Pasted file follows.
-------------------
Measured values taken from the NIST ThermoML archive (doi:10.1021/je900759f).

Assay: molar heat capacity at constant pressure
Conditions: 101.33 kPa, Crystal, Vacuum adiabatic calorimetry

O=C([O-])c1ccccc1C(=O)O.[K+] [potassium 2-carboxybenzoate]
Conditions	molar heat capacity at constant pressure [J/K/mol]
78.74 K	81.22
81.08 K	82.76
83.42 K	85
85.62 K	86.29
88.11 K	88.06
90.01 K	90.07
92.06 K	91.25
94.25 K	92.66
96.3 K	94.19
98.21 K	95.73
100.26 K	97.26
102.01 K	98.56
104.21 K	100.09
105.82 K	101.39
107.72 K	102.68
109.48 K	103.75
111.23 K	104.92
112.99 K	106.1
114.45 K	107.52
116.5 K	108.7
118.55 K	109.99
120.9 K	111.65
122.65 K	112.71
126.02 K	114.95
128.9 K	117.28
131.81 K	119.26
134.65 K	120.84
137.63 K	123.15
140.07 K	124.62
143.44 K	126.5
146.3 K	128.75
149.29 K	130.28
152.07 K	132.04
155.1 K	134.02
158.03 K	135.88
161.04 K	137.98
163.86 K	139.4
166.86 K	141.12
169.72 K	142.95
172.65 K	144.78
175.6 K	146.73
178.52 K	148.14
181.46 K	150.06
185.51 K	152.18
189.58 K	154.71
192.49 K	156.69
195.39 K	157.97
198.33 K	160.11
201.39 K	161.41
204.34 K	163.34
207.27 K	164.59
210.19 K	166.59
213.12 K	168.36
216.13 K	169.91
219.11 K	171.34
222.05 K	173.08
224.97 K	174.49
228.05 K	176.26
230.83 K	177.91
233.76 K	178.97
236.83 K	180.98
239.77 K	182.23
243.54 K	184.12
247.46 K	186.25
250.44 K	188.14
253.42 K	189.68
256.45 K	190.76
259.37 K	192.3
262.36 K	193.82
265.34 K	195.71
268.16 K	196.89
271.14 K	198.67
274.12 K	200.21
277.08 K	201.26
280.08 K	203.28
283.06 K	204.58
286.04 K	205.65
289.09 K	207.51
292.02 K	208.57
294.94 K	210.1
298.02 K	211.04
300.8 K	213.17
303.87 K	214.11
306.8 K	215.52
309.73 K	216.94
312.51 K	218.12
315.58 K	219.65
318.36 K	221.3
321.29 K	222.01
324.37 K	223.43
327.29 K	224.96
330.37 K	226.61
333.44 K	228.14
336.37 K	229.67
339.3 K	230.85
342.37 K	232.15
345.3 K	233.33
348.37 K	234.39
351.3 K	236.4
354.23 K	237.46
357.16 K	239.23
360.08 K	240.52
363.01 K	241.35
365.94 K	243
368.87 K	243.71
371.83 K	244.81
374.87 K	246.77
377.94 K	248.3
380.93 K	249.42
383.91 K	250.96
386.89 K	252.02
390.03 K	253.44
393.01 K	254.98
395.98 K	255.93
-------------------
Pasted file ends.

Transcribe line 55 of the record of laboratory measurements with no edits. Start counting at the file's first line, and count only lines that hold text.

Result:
204.34 K	163.34